I felt very lucky this morning when I looked out on a bright sunny day. Maybe, I thought, I would have good weather all the way to Deadhorse. Yeh, right. But I was not to know the truth for a while. North from Coldfoot the road is paved for about 35 miles and one starts to get views of the Brooks Range even before the pavement ends. So note to future travelers. Go North of Coldfoot a bit as the road is paved for a while and the views are good (provided the weather is OK).

Eventually the pavement ended, blue skies departed, light rain started and the mud arrived. Now deep in the southern side of the Brooks Range a large turnout appeared where a sign announced that the forest officially ends. Once there was a pine tree next to this turn out that was considered the "last pine tree", but it disappeared some years back. Note the mud on this turnout.

Atigun Pass (the transition from the south side of the Brooks Range to the north side) arrived shortly after the forest ended and it was a real struggle. Motorcycle helmets do not have wipers so the heavy rain meant that I really could not see very much of anything. The rain also meant that the climb to the summit of the pass was covered with water and a bit slippery. The descent was even worse with 3-4 inches of mud covering the road and so I crept down from the pass in 2nd gear at 10-15 mph. The thick mud continued for about 10 miles after the summit and so did my white knuckle crawl.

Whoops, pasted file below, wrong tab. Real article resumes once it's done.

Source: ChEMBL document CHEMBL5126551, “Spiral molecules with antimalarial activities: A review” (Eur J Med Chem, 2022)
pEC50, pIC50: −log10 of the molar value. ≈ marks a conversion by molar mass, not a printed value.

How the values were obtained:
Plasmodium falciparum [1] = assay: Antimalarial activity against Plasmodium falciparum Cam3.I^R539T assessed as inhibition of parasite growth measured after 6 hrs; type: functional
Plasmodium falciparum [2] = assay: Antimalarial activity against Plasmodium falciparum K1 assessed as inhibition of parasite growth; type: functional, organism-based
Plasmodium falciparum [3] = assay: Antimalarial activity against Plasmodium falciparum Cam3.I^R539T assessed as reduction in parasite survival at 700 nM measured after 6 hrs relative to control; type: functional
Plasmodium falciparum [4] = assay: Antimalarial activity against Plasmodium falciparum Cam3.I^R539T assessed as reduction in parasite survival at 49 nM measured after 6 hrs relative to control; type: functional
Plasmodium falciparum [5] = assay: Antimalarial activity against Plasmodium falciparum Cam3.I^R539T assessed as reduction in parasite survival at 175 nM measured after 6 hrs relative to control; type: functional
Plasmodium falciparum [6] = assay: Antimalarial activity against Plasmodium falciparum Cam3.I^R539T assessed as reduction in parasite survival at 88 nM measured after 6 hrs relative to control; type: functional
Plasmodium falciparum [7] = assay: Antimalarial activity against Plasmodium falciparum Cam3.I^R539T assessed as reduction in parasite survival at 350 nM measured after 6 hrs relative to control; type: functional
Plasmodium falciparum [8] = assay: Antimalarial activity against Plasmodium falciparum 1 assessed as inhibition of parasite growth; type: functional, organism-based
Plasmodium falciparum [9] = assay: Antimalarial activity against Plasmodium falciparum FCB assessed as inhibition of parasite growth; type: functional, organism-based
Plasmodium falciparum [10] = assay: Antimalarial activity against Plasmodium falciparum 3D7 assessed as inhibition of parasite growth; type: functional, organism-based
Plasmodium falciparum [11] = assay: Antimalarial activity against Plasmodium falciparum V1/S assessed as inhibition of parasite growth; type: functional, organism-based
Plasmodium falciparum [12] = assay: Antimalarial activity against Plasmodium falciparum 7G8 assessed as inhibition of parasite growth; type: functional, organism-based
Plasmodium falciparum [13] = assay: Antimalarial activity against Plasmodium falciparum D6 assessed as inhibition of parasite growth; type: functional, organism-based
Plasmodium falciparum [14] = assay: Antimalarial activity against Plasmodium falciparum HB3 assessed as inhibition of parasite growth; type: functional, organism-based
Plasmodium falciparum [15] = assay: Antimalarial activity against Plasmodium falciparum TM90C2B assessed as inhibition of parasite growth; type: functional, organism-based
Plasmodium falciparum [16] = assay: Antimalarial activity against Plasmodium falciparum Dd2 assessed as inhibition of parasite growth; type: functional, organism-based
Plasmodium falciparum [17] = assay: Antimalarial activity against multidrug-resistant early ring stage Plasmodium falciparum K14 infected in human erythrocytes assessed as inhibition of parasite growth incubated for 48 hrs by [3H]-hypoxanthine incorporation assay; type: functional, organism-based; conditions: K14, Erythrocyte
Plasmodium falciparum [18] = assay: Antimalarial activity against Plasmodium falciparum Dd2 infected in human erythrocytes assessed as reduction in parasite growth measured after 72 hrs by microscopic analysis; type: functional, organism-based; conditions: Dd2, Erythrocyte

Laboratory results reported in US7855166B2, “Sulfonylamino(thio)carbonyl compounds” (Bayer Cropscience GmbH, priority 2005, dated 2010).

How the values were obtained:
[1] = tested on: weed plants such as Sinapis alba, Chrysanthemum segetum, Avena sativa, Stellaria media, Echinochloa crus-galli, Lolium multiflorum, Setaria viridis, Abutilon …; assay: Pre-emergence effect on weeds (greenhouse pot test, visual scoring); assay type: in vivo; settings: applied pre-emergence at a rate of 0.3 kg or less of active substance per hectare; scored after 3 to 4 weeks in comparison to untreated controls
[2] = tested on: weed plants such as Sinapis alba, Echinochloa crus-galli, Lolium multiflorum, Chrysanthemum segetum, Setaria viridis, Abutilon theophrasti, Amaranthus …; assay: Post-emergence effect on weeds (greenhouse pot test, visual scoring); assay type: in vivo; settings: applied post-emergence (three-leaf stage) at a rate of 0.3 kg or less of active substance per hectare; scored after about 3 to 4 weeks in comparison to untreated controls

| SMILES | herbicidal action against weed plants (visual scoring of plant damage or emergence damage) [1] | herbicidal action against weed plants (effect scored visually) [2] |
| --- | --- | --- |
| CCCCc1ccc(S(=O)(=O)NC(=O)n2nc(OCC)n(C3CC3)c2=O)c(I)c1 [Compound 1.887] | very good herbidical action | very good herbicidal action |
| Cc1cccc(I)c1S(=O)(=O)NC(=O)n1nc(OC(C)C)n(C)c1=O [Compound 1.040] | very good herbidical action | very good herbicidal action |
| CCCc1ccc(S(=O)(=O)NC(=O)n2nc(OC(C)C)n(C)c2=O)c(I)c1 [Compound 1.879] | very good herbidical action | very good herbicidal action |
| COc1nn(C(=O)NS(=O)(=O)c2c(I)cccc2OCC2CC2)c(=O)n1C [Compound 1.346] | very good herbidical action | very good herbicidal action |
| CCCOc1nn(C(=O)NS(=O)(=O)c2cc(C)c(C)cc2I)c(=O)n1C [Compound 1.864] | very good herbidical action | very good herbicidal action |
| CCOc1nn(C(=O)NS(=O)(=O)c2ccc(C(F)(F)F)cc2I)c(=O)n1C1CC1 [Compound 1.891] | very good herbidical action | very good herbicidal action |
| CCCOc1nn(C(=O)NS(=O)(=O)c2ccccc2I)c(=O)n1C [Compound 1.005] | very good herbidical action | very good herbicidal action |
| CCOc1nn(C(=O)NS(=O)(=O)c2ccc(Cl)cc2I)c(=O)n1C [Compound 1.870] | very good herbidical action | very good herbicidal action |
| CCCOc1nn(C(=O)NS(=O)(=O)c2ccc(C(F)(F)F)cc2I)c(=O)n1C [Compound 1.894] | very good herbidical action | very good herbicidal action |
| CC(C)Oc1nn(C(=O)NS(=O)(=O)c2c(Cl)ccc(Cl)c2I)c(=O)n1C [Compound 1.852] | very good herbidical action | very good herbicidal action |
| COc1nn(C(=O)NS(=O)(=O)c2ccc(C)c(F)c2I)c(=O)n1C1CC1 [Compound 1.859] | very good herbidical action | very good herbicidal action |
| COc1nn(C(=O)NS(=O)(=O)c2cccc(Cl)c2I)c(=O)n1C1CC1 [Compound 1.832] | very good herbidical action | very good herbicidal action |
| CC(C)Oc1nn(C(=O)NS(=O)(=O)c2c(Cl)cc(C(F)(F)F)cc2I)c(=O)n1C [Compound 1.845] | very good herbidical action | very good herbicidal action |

The mud and slow progress after Atigun was more than a bit dispiriting as, in my planning, I had not really thought about the fact that Atigun Pass was only 70 miles from Coldfoot and that after the pass there was still 170 miles to Deadhorse. But now while I crawled along at 10 mph I contemplated the possibility that I would have to travel the entire 170 mile at a crawl.

Fortunately as I departed the Brooks out onto the rolling hills of the tundra the weather and roads improved (or at least they dried out a bit). About 60 miles from Deadhorse at the end of what was already a long, tiring and testing day a 20 mile section of roadwork provided another test of my riding skills. It seems this section of road flooded earlier in the year, the first time it has ever flooded. So the roadway was being raised, which required that a base of stone be put down. When I got to this section the road was covered with a generous layer of stones of 1 to 2 inches in diameter. Just marvelous for motorcycle riding. Though I must admit that marbles on concrete would have been worse.

Needless to say I arrived in Deadhorse wrung out and tired. So I picked the first hotel I could find and got a room. It turned out to be Deadhorse Camp. A somewhat spartan establishment, but it provided a bed, warmth, and communal bath facilities for $219 per night. Breakfast and dinner was extra but available.

Overnight I stressed somewhat about the return journey. Today tested my riding skills to the limit. A bit more rain particularly around Atigun Pass and tomorrow might be beyond my skills.